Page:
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NEWS
By ELIZABETH LARGE and ELIZABETH LARGE,elizabeth. large@baltsun.com | August 27, 2008
Top 10 Tuesday is a list compiled with the help of readers, past and present reviewers, and other foodies at the paper. It's meant to be a starting point for discussion only, not a definitive list, and the discussions on my blog diningatlarge often get quite ... um ... lively. Last week Dave in Perry Hall wanted to know where he could get great fish and chips. Here's the list we came up with (note that the order is alphabetical): 1 Galway Bay: 63 Maryland Ave., Annapolis 2 Koco's Pub: 4301 Harford Road, Lauraville 3 Life of Reilly: 2031 E. Fairmount Ave., Butchers Hill/Patterson Park 4 Mama's on the Half Shell: 2901 O'Donnell St., Canton 5 McCabe's: 3845 Falls Road, Hampden 6 Mick O'Shea's: 328 N. Charles St., Mount Vernon 7 Nick's Fish House: 2600 Insulator Drive, South Baltimore 8 Red Brick Station: 8149 Honeygo Blvd.
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ENTERTAINMENT
By Matthew F. Lallo, Special To The Baltimore Sun | June 3, 2012
Ordering fish and chips at a place named Basta Pasta might seem like a stretch. But in fairness, the Lutherville restaurant's full name is Basta Pasta Italian & Seafood Restaurant, and it ably handles both fish and pasta. Judging from a recent order of fish and chips, it's clear the fry cook knows his business - the coating on the fresh filet was crisp, without a hint of oil visible. The fish is actually local rockfish, which elevates the classic English street fare to sit-down restaurant status.
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FEATURES
By Bill Glauber and Bill Glauber,SUN FOREIGN STAFF | October 14, 1996
LEEDS, England -- Anything you ever wanted to know about fish and chips you can learn from Arnold Scholes, who has skinned, battered and fried Britain's most famous fast food for 50 years.The man knows his cod and can talk for hours about potatoes. But please, don't get Scholes started on quality of cooking oil, for if there's anything he loathes more than a McDonald's, it's a bag of limp and soggy fish and chips served up by a disinterested fryer."The fryer is letting himself and his trade down by turning out an inferior product," he says.
ENTERTAINMENT
By Rob Kasper, The Baltimore Sun | April 21, 2011
The words "beer food" bring to mind items like pretzels, peanuts and pizza. But at Red Brick Station in White Marsh the term means mussels steamed in ale, fish dipped in a beery batter and meat marinated in stout. Here, the beer is often in the food. It works, in part because the beer is fresh. There is a brewery on the premises, between the bar and the dining room. It also works because the kitchen has a nice touch with spices. The concept here is to serve English-style ales and English pub fare.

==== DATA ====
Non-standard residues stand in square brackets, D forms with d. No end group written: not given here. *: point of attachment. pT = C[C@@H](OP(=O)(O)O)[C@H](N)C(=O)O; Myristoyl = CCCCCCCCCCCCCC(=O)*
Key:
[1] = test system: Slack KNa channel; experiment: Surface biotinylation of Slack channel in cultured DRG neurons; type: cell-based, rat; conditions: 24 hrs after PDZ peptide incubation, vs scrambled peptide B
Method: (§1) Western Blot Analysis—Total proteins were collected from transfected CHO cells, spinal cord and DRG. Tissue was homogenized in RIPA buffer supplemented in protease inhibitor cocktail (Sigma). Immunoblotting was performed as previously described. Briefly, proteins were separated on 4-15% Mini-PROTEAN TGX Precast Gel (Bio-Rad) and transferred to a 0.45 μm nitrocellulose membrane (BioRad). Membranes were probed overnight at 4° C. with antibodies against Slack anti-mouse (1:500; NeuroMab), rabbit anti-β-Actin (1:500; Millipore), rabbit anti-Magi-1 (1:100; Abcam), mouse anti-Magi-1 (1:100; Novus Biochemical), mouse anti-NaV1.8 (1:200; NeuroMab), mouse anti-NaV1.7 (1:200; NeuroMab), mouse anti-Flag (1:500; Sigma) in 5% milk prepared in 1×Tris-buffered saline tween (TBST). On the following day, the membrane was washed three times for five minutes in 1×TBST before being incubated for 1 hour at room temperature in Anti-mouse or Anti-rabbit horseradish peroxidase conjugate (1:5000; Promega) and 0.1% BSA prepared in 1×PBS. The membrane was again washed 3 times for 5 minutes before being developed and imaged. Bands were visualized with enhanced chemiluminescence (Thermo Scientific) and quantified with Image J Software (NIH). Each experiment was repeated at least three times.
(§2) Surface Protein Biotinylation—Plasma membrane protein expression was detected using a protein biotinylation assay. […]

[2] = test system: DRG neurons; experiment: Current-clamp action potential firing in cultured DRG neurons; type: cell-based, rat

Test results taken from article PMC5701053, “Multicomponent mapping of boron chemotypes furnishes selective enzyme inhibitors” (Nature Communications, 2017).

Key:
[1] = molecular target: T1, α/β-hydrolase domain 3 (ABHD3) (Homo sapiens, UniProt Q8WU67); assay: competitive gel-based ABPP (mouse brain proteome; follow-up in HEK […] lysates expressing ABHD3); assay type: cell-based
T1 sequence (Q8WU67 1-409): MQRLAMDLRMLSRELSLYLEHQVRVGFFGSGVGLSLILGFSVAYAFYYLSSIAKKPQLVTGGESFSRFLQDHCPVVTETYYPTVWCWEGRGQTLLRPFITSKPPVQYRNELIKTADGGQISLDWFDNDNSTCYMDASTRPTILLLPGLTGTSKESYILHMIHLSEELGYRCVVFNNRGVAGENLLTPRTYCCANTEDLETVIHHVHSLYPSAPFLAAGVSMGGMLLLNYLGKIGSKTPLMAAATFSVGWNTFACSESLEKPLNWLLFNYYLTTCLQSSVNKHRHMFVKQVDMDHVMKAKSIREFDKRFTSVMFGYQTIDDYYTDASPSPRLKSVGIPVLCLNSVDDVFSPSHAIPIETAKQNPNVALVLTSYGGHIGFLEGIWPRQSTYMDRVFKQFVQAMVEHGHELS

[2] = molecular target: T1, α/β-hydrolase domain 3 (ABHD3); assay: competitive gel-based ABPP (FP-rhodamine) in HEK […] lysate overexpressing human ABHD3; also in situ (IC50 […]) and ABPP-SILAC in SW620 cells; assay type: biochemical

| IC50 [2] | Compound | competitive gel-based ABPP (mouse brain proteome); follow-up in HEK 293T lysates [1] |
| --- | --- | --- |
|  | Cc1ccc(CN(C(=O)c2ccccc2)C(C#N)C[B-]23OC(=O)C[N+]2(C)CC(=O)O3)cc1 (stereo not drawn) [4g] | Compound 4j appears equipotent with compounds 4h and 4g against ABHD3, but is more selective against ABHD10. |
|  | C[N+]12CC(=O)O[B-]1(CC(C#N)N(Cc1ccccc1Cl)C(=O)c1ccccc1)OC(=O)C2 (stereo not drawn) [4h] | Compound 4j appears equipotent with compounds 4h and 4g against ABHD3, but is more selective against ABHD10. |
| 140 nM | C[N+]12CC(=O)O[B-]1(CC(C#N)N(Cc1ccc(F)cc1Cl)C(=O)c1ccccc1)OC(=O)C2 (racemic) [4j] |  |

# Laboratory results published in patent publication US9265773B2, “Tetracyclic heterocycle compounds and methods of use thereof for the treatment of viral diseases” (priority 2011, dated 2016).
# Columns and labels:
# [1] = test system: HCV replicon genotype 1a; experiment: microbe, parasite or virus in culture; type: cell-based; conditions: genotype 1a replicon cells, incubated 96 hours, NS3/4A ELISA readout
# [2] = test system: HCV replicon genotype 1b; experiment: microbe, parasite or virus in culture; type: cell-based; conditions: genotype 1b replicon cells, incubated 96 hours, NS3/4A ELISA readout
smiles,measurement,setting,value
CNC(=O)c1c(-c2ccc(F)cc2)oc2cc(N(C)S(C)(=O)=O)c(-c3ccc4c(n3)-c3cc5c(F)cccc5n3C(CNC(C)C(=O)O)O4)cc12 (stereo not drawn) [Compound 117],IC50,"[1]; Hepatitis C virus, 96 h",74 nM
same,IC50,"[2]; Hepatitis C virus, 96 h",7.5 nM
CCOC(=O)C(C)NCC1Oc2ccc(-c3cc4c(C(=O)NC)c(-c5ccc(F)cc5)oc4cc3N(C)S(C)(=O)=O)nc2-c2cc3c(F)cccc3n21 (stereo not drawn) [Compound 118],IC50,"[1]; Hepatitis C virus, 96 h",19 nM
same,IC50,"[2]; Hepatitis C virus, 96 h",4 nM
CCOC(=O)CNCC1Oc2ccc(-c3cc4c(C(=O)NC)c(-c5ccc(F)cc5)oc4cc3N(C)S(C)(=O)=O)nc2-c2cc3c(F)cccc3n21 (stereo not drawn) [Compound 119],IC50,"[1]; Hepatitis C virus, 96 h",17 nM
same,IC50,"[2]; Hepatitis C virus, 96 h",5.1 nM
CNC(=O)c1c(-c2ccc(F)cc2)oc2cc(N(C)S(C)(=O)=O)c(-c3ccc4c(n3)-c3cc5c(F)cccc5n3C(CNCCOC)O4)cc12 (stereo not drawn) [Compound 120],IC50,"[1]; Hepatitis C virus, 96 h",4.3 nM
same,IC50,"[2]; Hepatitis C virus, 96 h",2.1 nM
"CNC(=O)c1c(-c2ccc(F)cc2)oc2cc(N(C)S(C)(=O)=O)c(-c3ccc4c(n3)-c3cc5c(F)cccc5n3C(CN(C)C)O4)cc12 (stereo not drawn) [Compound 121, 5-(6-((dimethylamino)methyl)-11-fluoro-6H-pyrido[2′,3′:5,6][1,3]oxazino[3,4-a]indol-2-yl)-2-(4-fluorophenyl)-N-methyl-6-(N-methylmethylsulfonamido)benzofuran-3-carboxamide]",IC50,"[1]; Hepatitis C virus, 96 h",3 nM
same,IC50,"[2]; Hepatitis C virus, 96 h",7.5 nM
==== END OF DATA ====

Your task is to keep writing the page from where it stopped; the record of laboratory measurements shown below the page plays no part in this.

ENTERTAINMENT
By Matthew F. Lallo, Special To The Baltimore Sun | June 3, 2012
Ordering fish and chips at a place named Basta Pasta might seem like a stretch. But in fairness, the Lutherville restaurant's full name is Basta Pasta Italian & Seafood Restaurant, and it ably handles both fish and pasta. Judging from a recent order of fish and chips, it's clear the fry cook knows his business - the coating on the fresh filet was crisp, without a hint of oil visible. The fish is actually local rockfish, which elevates the classic English street fare to sit-down restaurant status.
ENTERTAINMENT
By John Lindner, Special to The Baltimore Sun | October 31, 2010
A smallish Lutherville strip mall is the setting for Sabor , a casual fine-dining restaurant with a Puerto Rican influence brought by chef-owner Rudolfo Domacasse who's worked in several notable Baltimore-area kitchens. We loved dinners there but had never tried the lunch menu. We were pressed for time but were in the neighborhood and decided to risk a slow-food experience. 11:59 a.m. We arrive and within five minutes we had drinks and a pretty good idea what we'd order.
ENTERTAINMENT
By Rob Kasper, The Baltimore Sun | April 21, 2011